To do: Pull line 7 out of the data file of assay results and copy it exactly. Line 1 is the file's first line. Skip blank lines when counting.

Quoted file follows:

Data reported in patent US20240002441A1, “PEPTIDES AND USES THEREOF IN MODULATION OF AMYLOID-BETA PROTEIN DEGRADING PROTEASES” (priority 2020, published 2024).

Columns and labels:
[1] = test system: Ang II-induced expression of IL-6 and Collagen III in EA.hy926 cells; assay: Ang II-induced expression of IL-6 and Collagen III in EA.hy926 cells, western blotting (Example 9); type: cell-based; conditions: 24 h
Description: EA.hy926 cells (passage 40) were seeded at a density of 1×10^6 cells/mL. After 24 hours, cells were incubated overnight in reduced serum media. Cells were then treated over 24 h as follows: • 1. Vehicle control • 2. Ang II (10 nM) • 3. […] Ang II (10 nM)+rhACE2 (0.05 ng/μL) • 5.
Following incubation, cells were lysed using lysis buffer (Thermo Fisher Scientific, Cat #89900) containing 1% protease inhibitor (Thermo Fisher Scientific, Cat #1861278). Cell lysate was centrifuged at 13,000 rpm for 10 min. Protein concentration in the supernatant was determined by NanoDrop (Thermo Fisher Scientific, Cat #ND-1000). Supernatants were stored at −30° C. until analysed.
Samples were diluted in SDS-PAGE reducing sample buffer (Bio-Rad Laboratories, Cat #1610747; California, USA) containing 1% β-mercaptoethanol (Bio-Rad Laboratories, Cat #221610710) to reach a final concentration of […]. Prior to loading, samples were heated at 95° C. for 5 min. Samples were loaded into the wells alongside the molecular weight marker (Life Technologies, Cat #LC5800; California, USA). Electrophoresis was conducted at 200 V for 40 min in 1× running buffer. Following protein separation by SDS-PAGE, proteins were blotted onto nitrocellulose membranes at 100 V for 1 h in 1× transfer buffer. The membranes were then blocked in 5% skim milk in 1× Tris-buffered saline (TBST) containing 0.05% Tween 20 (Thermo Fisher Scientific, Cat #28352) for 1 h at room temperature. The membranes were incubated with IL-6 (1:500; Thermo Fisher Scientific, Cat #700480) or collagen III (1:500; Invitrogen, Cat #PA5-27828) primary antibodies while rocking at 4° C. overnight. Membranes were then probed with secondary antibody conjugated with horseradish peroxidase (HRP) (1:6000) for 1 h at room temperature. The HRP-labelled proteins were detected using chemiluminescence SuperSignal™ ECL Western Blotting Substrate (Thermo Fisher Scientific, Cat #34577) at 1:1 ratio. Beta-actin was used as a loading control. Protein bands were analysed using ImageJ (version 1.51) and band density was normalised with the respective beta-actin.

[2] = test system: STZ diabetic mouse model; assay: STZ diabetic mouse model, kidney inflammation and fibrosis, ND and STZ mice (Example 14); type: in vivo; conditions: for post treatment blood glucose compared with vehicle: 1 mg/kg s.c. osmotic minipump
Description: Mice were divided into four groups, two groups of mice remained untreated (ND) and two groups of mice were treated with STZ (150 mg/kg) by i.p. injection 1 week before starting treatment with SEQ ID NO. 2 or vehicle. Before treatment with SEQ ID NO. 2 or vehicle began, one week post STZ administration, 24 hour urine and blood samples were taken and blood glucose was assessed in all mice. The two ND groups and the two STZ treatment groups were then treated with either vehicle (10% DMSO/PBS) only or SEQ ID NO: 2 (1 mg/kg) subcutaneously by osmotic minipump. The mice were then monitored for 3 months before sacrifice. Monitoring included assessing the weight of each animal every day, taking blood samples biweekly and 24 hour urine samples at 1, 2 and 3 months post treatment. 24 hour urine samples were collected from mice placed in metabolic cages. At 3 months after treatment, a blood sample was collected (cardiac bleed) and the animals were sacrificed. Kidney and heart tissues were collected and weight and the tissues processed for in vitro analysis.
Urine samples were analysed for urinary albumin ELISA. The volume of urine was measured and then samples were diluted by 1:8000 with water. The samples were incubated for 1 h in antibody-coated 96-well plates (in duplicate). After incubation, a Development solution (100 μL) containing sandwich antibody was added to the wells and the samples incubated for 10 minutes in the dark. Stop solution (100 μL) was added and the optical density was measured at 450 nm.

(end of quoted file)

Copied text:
[2] = test system: STZ diabetic mouse model; assay: STZ diabetic mouse model, kidney inflammation and fibrosis, ND and STZ mice (Example 14); type: in vivo; conditions: for post treatment blood glucose compared with vehicle: 1 mg/kg s.c. osmotic minipump